In Ruben Östlund’s wickedly funny Palme d’Or winner, social hierarchy is turned upside down, revealing the tawdry relationship between power and beauty. Celebrity model couple, Carl (Harris Dickinson) and Yaya (Charlbi Dean), are invited on a luxury cruise for the uber-rich, helmed by an unhinged boat captain (Woody Harrelson). What first appeared instagrammable ends catastrophically, leaving the survivors stranded on a desert island and fighting for survival. -Official Synopsis
Casting Juror: Can you relax your triangle of sadness? Like between your eyebrows here? A little bit more. OK. And open your mouth so you look a bit more available. OK, not that much, a little bit less.
The opening sequence w/ the casting of male models was inspired by writer/director Ruben Östlund’s wife (a fashion photographer). This is the Swedish director’s 1st film in English. This marks the 2nd time that Östlund has was awarded the Palme d’Or at Cannes; he previously won for The Square (2017). British actor Harris Dickinson (now 27 y.o.) won his role after 120 others had auditioned; he spent some time in the Royal Marines Cadets, so he’d have known exactly how to survive on a desert island (unlike Carl). This role is a far cry from Dickinson’s (villainous/macho) one in the disappointing movie Where the Crawdads Sing (2022). Charlbi Dean (a South African model-turned-actress) sadly died after the film’s release at age 32; no cause of death was released (though she had a lung infection, complicated by the fact that she’d lost her spleen years before in a car accident).
We [he and his wife] started talking about fashion and the strategy of marketing, and beauty as a currency. Beauty is attractive, but it’s also scary. Beauty is settling the hierarchy so much- that was really the starting point. -Ruben Ostlund
One critic commented that this (NO hold barred) dark comedy/satire is like 3 movies in one. Another said that “nothing is subtle about it’s delivery or message.” The 1st act (titled Part I) is about the relationship btwn two 20-ish models- Carl (Dickinson) and Yaya (Dean)- who are having relationship probs. Carl (though he posed for a fancy cologne ad a few yrs ago) now makes much less money than his gf, Yaya (who walks Paris runways). However, Yaya (who is also an influencer) is happy to let Carl pay for dinner (at a snooty/pricy) restaurant. (FYI: We learn that male models make about 1/3 of what the females in their field make.) Carl says: “I want us to be equals and is in love w/ Yaya. She nonchalantly admits that she’s waiting to become “a trophy wife.” Hmmm, we wonder IF they can make it (in the long-run)?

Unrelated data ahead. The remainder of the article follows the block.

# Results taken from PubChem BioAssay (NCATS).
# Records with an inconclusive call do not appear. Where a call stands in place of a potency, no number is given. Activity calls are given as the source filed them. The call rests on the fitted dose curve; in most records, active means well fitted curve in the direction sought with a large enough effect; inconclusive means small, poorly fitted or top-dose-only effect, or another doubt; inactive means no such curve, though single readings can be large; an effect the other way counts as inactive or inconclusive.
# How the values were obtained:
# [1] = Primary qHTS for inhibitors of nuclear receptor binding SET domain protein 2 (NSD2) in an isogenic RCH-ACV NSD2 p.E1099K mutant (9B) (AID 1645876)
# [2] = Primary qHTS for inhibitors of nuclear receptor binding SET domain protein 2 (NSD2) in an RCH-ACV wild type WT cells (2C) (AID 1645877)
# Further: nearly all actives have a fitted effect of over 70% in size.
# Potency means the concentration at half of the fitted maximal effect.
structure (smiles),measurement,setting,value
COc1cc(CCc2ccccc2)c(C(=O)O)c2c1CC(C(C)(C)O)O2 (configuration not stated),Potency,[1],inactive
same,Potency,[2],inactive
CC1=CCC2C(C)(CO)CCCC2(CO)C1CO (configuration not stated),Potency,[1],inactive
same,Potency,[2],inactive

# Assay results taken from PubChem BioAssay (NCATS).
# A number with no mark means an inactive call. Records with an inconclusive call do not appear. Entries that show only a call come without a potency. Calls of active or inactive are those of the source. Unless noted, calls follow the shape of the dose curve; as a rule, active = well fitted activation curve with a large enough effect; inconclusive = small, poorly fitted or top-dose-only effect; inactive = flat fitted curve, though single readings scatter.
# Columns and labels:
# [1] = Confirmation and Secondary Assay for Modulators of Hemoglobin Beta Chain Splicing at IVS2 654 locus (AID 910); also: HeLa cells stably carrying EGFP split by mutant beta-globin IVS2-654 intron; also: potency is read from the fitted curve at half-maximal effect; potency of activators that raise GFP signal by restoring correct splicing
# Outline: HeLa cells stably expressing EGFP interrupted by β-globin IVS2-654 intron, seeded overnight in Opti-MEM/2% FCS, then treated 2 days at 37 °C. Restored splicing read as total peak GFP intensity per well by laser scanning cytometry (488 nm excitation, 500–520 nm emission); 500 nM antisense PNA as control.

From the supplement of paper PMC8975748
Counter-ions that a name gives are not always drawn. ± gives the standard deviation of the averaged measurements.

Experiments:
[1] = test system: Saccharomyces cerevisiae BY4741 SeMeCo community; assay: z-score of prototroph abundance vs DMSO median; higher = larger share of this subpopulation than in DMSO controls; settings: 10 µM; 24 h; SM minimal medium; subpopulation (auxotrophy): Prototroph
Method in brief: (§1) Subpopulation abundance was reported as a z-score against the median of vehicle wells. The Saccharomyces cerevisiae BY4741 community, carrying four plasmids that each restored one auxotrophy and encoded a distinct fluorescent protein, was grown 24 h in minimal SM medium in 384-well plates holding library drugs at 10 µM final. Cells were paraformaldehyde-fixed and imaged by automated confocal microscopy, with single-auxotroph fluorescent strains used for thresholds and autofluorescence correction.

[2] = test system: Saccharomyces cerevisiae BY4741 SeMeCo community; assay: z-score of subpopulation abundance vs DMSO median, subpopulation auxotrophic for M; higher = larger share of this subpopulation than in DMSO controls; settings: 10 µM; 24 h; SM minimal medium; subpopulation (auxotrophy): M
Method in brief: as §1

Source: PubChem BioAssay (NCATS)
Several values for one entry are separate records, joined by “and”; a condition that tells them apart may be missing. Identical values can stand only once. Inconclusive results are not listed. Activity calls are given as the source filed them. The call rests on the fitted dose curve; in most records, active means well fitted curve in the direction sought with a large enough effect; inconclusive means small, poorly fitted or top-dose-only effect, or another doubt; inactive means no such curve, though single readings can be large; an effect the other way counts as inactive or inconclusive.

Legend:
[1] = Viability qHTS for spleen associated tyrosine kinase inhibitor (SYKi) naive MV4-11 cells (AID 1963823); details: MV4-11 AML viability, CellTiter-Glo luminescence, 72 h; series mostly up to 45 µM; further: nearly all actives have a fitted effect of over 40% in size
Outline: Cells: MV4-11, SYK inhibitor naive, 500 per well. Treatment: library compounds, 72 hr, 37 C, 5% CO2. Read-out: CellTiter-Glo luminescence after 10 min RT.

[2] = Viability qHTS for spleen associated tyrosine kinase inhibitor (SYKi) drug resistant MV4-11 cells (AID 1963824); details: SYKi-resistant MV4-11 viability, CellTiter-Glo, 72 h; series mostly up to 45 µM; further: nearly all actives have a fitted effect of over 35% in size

[Quoting From Noam Chomsky’s Book: How the World Works]
The Captain: ‘How people perceive themselves is nothing that interests me. There are very few that are gonna look in the mirror and say: The person I see is a savage monster. Instead, they make up some construction that justifies what they do.’
Part II takes place on a luxury yacht (price: $250M) somewhere in the Mediterranean. The diverse crew is made up of Aussies, Greeks, Filipinos, etc. The guests are from all over the world, incl. England, Germany, and Russia. There are a motley crew of character actors which we meet; most are terrible people, though a few are NOT unsympathetic. The boat’s possibly alcoholic/Marxist captain is played by Woody Harrelson (which will come as a surprise to some viewers)! IF you’re a squeamish/sensitive viewer, this section has gross elements (as I noted re: Babylon). As for Part III, I’m NOT going to say much, but it’s quite unexpected! This is the most interesting part of the movie; earlier parts tended to drag on (and could’ve been edited down more). Why are movies SO long lately!?
2 thoughts on “#Oscars: “Triangle of Sadness” (2022) starring Harris Dickinson, Charlbi Dean, & Woody Harrelson”
i loved this one. I agree that part 2 could have been shorter. I do not generally love Woody Harrelson, and since he was playing himself in this role, that did not endear me to him, but it seemed like the somewhat monotonous regular swaying of the camera in that section implied that neither of them (the Captain, or the Russian oligarch) was very likable. I thought it was interesting given Carl’s statements about equality in part 1, what he ended up doing in part 3.
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V unexpected movie w/ some wild turns & twists! I liked the 1st & 3rd sections – even rewatched those before did my review. Yeah, Woody plays ver. of himself here; I’m assuming he’s a big fan of this director.